Why supporting socially conscious businesses can have an enormous impact on personal well-being and the health of our planet.
Matt Richardson, cofounder of socially conscious company CAUSEBOX, has always had an entrepreneurial spirit. In college, he realized he could use that impulse for good and has since strived to give consumers options that are better for the people who create products and the planet we all share.
We caught up with him recently to talk about his company and the importance of socially conscious consumers. Here’s what he had to say.
Experience Life| What is CAUSEBOX?
Matt Richardson | CAUSEBOX is the best way to discover brands that are giving back and making the world better. Each season we curate between six to eight socially conscious products for women — in categories such as apparel and jewelry, homewares, skincare, and beauty products. Each company gives back in its own way, ranging from artisan impact and empowerment programs to radically sustainable skincare formulations.
EL| How long has CAUSEBOX existed?
MR | The Fall 2018 Box will be our 16th box — and will mark the completion of our fourth year! We started the company in Winter 2014.
EL| What inspired you to start CAUSEBOX?
MR | We believe that if consumers know that they have better options, and they know the stories behind these options, they’ll make better and more sustainable choices. The choice to support companies that care about people and our planet are some of the most important choices we make as humans. Ultimately, we all get to vote with our dollars and we need to realize the importance of our vote. If enough people continue to support social enterprises, there will be more social enterprises to support, and this has an enormous impact on the health and well-being of people, and the health of our planet.
EL| How is CAUSEBOX different than other online product-subscription companies?
MR | Our focus on brand stories sets us apart. We don’t just send our members a box full of products and expect them to try and figure out why we chose these products and who made them — we include a beautiful print magazine with long-form content full of rich storytelling, and beautifully styled product. We want people to not only know who made their product, but why that person made their product, what inspired them to start their company and use their company as a vehicle for good.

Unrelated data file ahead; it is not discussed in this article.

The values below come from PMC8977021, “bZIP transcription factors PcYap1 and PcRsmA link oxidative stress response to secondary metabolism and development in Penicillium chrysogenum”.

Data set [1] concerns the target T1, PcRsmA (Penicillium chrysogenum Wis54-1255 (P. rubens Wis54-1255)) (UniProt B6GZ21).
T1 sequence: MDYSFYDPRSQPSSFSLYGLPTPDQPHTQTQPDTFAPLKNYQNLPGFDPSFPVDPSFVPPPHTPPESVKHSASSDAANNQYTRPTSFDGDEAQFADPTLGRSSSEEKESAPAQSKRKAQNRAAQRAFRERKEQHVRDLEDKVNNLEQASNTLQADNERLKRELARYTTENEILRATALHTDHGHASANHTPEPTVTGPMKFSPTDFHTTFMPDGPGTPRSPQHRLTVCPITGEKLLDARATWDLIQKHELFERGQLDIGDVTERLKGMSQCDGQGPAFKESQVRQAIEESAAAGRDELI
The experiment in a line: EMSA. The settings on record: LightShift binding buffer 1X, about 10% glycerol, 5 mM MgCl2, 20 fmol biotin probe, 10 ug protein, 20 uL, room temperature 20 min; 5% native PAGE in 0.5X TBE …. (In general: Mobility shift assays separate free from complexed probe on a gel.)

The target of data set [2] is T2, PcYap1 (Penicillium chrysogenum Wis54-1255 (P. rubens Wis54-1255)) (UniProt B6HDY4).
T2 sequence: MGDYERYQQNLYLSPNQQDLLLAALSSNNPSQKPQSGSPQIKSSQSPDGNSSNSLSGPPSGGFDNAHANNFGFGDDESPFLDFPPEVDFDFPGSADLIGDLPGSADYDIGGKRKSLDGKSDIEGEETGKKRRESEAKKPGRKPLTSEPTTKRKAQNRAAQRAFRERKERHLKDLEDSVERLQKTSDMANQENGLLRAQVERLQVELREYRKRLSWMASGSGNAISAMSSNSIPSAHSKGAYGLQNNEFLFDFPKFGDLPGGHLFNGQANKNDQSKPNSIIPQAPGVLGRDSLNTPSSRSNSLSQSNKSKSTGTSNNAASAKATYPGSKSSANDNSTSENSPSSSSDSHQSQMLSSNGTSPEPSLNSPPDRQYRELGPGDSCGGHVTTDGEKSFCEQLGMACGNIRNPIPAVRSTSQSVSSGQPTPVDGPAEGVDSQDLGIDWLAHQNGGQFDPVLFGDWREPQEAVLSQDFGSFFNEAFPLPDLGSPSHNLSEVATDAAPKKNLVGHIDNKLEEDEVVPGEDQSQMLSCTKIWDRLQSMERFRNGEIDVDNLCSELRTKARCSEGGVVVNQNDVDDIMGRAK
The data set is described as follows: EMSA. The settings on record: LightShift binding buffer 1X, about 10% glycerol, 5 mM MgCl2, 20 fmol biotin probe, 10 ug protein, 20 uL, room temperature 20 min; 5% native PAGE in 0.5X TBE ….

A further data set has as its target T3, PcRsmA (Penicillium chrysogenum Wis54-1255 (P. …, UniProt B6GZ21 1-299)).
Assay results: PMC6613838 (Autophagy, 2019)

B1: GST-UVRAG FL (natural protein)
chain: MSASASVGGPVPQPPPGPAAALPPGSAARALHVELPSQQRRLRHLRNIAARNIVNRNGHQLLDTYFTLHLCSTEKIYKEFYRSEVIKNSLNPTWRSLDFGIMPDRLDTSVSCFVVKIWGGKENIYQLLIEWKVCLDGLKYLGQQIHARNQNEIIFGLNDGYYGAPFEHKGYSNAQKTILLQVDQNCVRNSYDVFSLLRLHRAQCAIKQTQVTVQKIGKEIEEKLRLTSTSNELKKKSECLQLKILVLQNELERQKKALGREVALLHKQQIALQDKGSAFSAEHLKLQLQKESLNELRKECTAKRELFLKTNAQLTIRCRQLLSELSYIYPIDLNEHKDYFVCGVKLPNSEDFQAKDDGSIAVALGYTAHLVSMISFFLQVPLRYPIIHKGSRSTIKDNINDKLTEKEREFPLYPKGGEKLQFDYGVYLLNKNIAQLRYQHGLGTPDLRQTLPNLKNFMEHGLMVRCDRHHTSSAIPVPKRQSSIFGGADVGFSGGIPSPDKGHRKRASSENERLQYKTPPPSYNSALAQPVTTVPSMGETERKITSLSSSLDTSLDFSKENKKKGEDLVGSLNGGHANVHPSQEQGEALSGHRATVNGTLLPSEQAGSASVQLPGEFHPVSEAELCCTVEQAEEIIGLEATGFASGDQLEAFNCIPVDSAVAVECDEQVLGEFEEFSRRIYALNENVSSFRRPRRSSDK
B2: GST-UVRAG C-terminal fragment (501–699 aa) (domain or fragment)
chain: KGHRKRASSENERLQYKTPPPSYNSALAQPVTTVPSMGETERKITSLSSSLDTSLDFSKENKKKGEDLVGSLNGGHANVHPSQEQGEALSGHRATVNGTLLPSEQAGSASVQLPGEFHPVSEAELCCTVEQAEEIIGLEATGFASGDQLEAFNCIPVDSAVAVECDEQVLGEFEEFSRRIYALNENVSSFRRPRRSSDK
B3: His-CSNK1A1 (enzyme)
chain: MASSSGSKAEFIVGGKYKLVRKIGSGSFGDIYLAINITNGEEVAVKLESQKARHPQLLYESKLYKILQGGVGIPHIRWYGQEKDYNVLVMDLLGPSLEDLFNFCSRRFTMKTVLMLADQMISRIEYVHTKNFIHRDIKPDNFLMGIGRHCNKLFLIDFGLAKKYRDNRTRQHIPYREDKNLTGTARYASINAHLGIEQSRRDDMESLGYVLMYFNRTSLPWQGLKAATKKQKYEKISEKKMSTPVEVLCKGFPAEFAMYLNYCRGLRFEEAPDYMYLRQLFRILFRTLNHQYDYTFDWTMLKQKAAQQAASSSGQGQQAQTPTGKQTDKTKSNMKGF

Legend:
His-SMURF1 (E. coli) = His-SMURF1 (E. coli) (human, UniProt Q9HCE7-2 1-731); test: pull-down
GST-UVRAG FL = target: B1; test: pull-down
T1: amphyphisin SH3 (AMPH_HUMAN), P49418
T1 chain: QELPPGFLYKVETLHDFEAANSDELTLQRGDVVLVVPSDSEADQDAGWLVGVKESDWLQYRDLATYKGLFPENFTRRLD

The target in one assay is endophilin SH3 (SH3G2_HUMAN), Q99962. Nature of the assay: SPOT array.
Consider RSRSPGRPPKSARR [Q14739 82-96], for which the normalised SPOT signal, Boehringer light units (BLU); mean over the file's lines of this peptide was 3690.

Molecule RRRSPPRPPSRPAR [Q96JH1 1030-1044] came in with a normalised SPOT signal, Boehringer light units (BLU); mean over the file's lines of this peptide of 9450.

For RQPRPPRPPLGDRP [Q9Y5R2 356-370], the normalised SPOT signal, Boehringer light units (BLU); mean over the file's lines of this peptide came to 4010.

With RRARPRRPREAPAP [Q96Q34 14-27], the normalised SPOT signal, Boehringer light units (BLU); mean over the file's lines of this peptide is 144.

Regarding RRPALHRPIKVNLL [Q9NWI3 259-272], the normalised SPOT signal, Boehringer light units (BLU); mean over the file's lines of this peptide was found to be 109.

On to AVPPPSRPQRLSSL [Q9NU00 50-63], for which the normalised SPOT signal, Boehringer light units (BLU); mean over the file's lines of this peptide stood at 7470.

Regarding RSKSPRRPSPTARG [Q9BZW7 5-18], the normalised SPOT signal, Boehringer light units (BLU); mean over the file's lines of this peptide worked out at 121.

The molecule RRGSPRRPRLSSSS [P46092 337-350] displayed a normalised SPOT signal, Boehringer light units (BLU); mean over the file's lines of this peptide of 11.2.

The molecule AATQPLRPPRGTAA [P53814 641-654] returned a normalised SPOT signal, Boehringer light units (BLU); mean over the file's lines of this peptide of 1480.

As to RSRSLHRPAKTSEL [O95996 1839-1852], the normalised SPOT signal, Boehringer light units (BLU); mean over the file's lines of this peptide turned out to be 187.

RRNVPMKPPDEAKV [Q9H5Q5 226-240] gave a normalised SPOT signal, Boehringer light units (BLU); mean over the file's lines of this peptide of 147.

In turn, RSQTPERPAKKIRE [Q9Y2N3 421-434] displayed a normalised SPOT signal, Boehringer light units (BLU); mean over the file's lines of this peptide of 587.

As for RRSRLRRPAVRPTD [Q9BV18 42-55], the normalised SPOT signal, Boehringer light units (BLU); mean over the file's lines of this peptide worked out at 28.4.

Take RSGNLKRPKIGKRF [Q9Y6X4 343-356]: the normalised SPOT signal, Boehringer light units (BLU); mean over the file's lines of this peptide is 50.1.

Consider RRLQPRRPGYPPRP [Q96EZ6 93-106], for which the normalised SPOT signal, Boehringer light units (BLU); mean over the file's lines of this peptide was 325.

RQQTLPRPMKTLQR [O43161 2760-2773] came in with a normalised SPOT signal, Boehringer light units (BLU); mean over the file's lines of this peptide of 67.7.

We’re able to be different than other product-subscription companies because we actually work with brands that have stories worth telling. Most conventional brands create products for profit alone, to fill some market void, or for strictly aesthetic reasons. We work with brands that create products to help people, educate people, and provide aesthetic alternatives to everyday products.
EL| What is the process you and your team go through to choose products for each CAUSEBOX?
MR | We receive dozens of partnership requests each week from brands wanting to be part of CAUSEBOX. A big portion of our job is curating those, and then reaching out to brands whose work and products we admire, and who we want to work with. We have a Merchandising Team who spends incredible amounts of time composing a seasonally appropriate, beautiful, and meaningfully curated experience for our members each season.
EL| How did you become interested in socially conscious products?
MR | That’s a tough one to pinpoint. I think that on some level, like so many others in the world of social enterprise, a light switch for me went off when I first discovered TOMS Shoes. Their mission to give one pair of shoes away for every pair they sold was so incredibly clear that it made it easy to digest the possibility of consumer impact — and it enabled a kind of giving that fell outside of the boundaries of traditional charity.
Prior to starting CAUSEBOX, I cofounded a stationery company with my same CAUSEBOX cofounder, and we donated a book to children without access to literature for every set of cards we sold. That eventually evolved into CAUSEBOX, because we recognized that companies like ours needed help getting discovered.
EL| How are the values of these companies influencing your own life choices?
MR | Apart from supporting the companies that we learn about and partner with via CAUSEBOX in my everyday life — and making a point of choosing sustainable, ethical products and clothing — I have a deep passion for the outdoors, and a belief in the connectedness of all people. This has caused me to educate myself about the environmental impact of so many of the decisions we make every day.
One of the first and most obvious shifts that I made in response to what I’ve learned about the environmental crisis was the shift to a vegetarian diet. It felt like an obvious and important expression of values that are built into our business.
EL| How many charities have you helped since you’ve started CAUSEBOX with your proceeds?
MR | It’s hard to say. So many of the companies we support also support charities themselves — and contribute proceeds from our partnerships to those charities. We’ve worked with more than 100 social enterprises and put thousands and thousands of artisans to work over the past few years.
EL| What are three small things that someone can do to become a more socially conscious consumer?
MR | Join CAUSEBOX, watch documentaries, and eat less meat. 🙂